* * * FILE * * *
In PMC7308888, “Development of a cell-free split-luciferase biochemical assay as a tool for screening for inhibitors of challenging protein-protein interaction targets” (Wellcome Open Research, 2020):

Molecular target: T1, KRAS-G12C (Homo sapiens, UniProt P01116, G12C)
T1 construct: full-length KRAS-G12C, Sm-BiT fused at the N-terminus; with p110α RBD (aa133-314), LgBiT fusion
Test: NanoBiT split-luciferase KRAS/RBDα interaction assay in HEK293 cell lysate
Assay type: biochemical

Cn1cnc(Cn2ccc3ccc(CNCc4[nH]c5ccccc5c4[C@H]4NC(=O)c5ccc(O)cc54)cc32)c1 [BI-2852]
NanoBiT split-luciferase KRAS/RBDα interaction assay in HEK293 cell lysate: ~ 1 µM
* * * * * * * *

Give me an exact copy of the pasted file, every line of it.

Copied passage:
In PMC7308888, “Development of a cell-free split-luciferase biochemical assay as a tool for screening for inhibitors of challenging protein-protein interaction targets” (Wellcome Open Research, 2020):

Molecular target: T1, KRAS-G12C (Homo sapiens, UniProt P01116, G12C)
T1 construct: full-length KRAS-G12C, Sm-BiT fused at the N-terminus; with p110α RBD (aa133-314), LgBiT fusion
Test: NanoBiT split-luciferase KRAS/RBDα interaction assay in HEK293 cell lysate
Assay type: biochemical

Cn1cnc(Cn2ccc3ccc(CNCc4[nH]c5ccccc5c4[C@H]4NC(=O)c5ccc(O)cc54)cc32)c1 [BI-2852]
NanoBiT split-luciferase KRAS/RBDα interaction assay in HEK293 cell lysate: ~ 1 µM